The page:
• Shoulder pain: Your child may have shoulder pain for up to 2 to 3 days. The pain comes from the carbon dioxide gas that is used during the procedure and goes away on its own.
  • Recovery time depends on what procedure your child had, but many children return to most regular activities within 3 to 7 days. Your child may take a shower two days after surgery, but they shouldn’t swim or take a bath for at least one week.

How do I care for my child during recovery from minimally invasive surgery?

Your child’s care team provides a detailed plan to make their recovery as smooth as possible.

  • Pain control: Your child’s doctor will provide a pain management plan for you to follow at home. Your child may only need acetaminophen (such as Tylenol®) or ibuprofen (such as Motrin®) to control pain. In some cases, we may prescribe pain medicine for a short time.
  • Eating and drinking: In most cases, your child can return to their regular diet after they’re discharged from the hospital.
  • Activity: Your child should return to activities gradually. If your child is taking prescription pain medicine, keep them at home. Certain complex procedures require specific activity instructions and limitations. Your child's care team will provide these instructions to you.

Why choose us for minimally invasive surgery?

Our expert pediatric surgeons perform both complex and routine minimally invasive procedures in several surgical specialties, treating unborn babies to adolescents. The departments that commonly offer minimally invasive surgery include: Pediatric Surgery, Pediatric Urology and Pediatric and Adolescent Gynecology.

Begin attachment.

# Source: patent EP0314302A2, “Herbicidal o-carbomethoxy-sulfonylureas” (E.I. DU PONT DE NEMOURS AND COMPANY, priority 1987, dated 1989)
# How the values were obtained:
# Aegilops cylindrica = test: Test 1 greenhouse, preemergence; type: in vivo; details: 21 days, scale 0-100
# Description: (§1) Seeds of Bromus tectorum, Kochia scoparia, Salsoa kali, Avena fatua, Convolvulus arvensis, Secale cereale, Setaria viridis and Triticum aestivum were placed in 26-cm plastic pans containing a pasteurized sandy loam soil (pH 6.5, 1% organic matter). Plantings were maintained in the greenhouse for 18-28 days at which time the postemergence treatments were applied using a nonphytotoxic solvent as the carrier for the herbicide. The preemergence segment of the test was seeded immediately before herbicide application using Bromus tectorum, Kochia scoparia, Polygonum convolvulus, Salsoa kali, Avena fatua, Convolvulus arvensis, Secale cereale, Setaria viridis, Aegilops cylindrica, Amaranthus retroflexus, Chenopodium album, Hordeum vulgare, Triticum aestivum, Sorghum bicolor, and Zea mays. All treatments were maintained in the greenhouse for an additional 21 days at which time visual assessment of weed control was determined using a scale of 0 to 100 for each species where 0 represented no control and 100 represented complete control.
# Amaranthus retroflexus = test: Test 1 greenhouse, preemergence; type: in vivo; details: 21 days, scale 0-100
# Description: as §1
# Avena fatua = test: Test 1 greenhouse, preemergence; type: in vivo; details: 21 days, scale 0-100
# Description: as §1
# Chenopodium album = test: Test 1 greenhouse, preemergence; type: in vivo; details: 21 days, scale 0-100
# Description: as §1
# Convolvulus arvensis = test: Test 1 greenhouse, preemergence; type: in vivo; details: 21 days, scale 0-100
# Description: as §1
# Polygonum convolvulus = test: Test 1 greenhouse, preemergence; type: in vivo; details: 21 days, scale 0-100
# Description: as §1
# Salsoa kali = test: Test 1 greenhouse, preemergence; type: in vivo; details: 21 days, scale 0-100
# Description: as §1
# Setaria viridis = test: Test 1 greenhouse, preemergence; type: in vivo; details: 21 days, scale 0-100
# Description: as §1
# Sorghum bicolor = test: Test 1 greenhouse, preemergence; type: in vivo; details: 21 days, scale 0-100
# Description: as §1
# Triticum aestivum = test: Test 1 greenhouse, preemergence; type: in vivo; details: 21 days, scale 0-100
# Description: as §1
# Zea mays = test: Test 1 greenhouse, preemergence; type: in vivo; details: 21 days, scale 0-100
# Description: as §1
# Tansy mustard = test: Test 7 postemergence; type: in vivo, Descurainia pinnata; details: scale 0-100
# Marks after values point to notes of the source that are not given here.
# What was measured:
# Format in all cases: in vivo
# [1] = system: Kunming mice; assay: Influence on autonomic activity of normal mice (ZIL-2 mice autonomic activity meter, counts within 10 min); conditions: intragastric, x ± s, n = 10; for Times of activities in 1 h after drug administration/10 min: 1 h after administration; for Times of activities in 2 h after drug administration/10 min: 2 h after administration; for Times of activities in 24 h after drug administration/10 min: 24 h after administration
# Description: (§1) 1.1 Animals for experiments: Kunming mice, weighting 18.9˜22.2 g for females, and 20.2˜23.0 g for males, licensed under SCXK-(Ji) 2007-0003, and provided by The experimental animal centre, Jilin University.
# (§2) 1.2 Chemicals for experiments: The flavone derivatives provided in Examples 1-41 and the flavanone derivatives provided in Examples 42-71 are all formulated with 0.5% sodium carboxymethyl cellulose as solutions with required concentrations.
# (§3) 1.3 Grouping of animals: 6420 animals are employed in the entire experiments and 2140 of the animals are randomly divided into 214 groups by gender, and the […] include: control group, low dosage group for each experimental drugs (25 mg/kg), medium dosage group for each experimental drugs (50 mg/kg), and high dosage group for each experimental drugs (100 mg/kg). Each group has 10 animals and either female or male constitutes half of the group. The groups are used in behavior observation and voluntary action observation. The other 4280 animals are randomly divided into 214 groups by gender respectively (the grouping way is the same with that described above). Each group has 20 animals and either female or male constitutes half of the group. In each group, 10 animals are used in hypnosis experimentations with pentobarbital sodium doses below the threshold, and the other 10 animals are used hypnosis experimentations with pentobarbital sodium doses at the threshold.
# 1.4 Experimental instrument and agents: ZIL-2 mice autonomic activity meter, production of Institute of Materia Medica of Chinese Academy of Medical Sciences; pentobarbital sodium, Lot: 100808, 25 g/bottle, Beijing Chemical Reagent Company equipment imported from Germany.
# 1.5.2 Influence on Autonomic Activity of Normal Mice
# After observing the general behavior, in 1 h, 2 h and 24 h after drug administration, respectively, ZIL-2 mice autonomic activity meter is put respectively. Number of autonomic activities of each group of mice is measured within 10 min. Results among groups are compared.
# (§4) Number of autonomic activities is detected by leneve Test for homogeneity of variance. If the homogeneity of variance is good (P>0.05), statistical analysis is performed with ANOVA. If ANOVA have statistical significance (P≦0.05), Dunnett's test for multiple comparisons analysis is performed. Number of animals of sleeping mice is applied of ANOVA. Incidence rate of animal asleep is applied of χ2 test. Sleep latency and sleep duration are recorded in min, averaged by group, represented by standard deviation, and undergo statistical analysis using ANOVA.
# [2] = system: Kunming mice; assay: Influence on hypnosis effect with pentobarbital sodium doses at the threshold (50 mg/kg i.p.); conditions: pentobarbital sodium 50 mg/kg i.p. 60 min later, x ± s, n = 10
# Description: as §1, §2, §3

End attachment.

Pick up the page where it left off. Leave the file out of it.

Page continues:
At Children’s Colorado, doctors from many specialties work together as a team, so your child receives the most comprehensive care. This multidisciplinary approach ensures that the surgical team considers treatment from every angle in order to recommend the best surgical or nonsurgical treatment options for your child’s unique needs.

Children’s Colorado also offers a one-of-a kind continuum of care for babies with conditions diagnosed prenatally, including:

What types of minimally invasive surgery do we perform?

Common minimally invasive procedures include:

  • Appendectomy to treat an inflamed appendix (appendicitis)
  • Pyloromyotomy to treat problems in the outlet of your child’s stomach (hypertrophic pyloric stenosis)
  • Fundoplication to treat gastroesophageal reflux disease (GERD)
  • Gastrostomy tube placement to deliver nutrition to your child’s stomach
  • Intussusception surgery to treat blockages in your child’s intestines
  • Splenectomy to remove part or all of the spleen
  • Cholecystectomy to remove the gallbladder, usually to treat gallstones
  • Inguinal hernia repair to fix tissue that bulges through the muscles in your child’s abdomen
  • Liver biopsy to obtain a tissue sample, so we can check for conditions that affect your child’s liver

Complex minimally invasive procedures include:

Thoracoscopy

Laparoscopy

  • Laparoscopic repair of duodenal atresia (first part of the small bowel does not develop properly)
  • Laparoscopic management of Hirschsprung disease
  • Laparoscopic adrenalectomy (removal of adrenal gland)

If you have any questions and/or concerns, call the ParentSmart Healthline toll free at 1-855-KID-INFO (543-4636). Caring pediatric nurses are available 24/7 to help answer your health questions.